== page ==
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As Ford downsizes battery plant, Michigan slashes over $600M in incentives

water lines are in foreground. Trucks are in the background
State officials have agreed to trim over $625 million in incentives from the $1 billion package it offered Ford to encourage its BlueOval Battery Park in Calhoun County. Once planned for over 700 acres, with 2,500 jobs, Ford now will develop roughly 500 acres and add 1,700 jobs. . (Bridge photo by David Ruck)
  • State economic development officials pulled over $600 million in incentives for a Ford battery plant in southern Michigan
  • The reduction of the incentive — once as high as $1 billion — reflected a downsizing of the project by Ford
  • The state has offered over $2 billion in state aid to attract and develop electric vehicle projects

Michigan economic development officials on Tuesday slashed incentives for a Ford electric vehicle battery plant by hundreds of millions of dollars, a tacit reflection of the company’s 2023 decision to downsize the project.

With Ford now planning to create 1,700 jobs instead of 2,500, the Michigan Strategic Fund board unanimously voted to trim as much as $626 million in job-creation and property tax incentives — a 60% drop in state aid.

Since the state first agreed to over $1 billion in incentives to land the project in early 2023, Ford has scaled back plans for its sprawling Blue Oval Battery Park outside Marshall.

The site plan for the project.
Ford said construction is 20% complete on its 1.8 million square foot facility just west of Marshall, north of the Kalamazoo River. (Courtesy image)

Initial plans called for $3.5 billion in company investment. That’s now down to $2.5-$3 billion as the company trimmed its share of the overall business park from more than 700 acres to just over 500 acres.

Ford plans a 1.8 million square-foot manufacturing facility to build electric vehicle batteries, which the company said Monday is 20% complete. The automaker is also building huge battery plants in Tennessee and Kentucky.


Despite the reduction in incentives in Michigan, Ford expressed optimism Tuesday, saying the changes were “consistent” with its own modifications. Local officials continued to hail the project as potentially transformational for Marshall and the region despite the one-third reduction in proposed full-time jobs.

Tony Reinhart, Ford’s director of state and local government affairs, told the board the company was comfortable with the incentive reductions and thanked the state for continued support.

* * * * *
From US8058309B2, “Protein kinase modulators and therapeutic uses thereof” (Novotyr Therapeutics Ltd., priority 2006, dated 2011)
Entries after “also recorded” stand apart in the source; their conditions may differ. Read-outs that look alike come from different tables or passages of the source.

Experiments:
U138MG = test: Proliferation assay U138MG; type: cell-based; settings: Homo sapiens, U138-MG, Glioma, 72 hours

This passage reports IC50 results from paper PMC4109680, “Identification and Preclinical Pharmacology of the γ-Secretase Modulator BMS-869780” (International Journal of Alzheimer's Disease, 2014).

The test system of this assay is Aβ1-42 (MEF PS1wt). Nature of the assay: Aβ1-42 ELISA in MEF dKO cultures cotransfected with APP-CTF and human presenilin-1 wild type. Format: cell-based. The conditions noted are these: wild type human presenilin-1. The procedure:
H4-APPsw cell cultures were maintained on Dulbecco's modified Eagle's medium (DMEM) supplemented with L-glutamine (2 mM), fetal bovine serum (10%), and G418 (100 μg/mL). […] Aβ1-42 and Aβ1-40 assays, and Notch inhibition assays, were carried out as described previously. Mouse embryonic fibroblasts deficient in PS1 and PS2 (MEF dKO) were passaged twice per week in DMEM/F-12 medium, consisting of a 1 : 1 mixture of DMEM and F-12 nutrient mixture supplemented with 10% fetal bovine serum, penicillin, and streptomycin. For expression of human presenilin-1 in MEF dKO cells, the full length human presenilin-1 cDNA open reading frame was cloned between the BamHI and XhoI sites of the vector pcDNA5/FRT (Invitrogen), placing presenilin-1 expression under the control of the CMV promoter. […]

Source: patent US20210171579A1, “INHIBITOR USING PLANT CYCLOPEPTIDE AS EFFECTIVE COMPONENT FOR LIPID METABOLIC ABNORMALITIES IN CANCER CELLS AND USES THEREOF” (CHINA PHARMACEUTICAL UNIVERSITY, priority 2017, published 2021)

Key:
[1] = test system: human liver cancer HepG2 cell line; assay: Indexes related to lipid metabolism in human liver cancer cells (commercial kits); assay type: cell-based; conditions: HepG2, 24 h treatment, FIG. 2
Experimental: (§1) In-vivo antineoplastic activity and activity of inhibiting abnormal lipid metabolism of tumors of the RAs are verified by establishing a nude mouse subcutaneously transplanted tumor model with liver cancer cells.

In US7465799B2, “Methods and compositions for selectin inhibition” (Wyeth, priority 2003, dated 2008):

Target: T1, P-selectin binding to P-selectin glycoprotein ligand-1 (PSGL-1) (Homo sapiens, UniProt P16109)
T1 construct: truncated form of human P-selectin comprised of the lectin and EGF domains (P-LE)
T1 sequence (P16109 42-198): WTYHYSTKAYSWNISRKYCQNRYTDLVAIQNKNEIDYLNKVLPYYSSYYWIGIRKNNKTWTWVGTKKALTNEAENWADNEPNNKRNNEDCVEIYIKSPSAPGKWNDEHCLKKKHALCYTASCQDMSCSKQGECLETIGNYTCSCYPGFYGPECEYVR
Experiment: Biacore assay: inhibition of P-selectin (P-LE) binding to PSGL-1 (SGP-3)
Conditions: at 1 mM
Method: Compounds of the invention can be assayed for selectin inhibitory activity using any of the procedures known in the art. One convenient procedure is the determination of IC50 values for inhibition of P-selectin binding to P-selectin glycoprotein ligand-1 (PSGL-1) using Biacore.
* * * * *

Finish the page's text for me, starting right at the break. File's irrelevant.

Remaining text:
“We are nimbly adjusting our manufacturing operations to match evolving customer demand and the Michigan Strategic Fund board is revising its incentive offers accordingly,” he said in a statement released after the meeting.


Although the growth of electric vehicle sales in the United States has slowed, sales are still rising, and Ford is now No. 2 behind Tesla, delivering 44,000 EVs in the first half of the year.

But last year, Ford temporarily halted construction in Marshall amid a national labor strike by the United Auto Workers union that, among other things, resulted in wage increases. 

Earlier this year, Ford announced it was “reassessing” its need for in-house production of batteries. It said its EV business lost $4.7 billion in 2023.

The reframing of the project, located off I-69, west of Marshall, has not upset city and economic development officials. The company has donated $450,000 to local communities, including money for a fountain, the local fairground, a zoo and a theater

“They are demonstrating that they are a true partner, they are listening to us and they are asking for feedback and input, and they are incorporating our ideas and delivering as the mayor mentioned,” Derek Perry, the Marshall city manager, told the board in remarks before their vote.

The steep drop in state incentives comes as Michigan has invested large sums of public money in electric vehicle production, already spending $1 billion in incentives for five companies at six locations. Yet so far, as Bridge Michigan recently reported, just 200 jobs have been created.

Following that report, Republican and Democratic lawmakers who were already calling for incentive reforms began raising questions about whether the state is getting enough for its taxpayer assistance. 

“Once again, Michigan taxpayers get stuck with the bill,” Senate Minority Leader Aric Nesbitt, R-Porter Township, said in June.

On Tuesday, though, the strategic fund board quickly approved sweeping changes. A $210 million grant for 2,500 jobs was trimmed to a range of $141 million to $166 million, depending on whether Ford adds 1,700 or 2,100 jobs.

The board also dropped a $772.8 million tax abatement and replaced it with a bigger state education tax increase, which rose by $172.6 million. Overall, the two incentive changes dropped Ford’s potential savings from $1.03 billion to between $384 and $409 million, a 60% decline.


While the number of projected jobs at the Marshall facility is falling, the projected wages are expected to be higher. Workers will make an average of $25.50 an hour — roughly $53,000 a year before overtime, the company has said, up from the $21.70 an hour the company originally projected.

Workers at the plant will be building lithium iron phosphate batteries. The facility is set to open in 2026.

The strategic fund board also reduced incentives for Ford projects at 10 other company facilities in Michigan. Although the company met its overall goal of adding just over 3,000 jobs, it did not meet the specific goal of adding 1,508 jobs at the Rouge Electric Vehicle Center plant in Dearborn.

Because of that, the board rescinded a $100.8 million grant to the company. The vote was unanimous.

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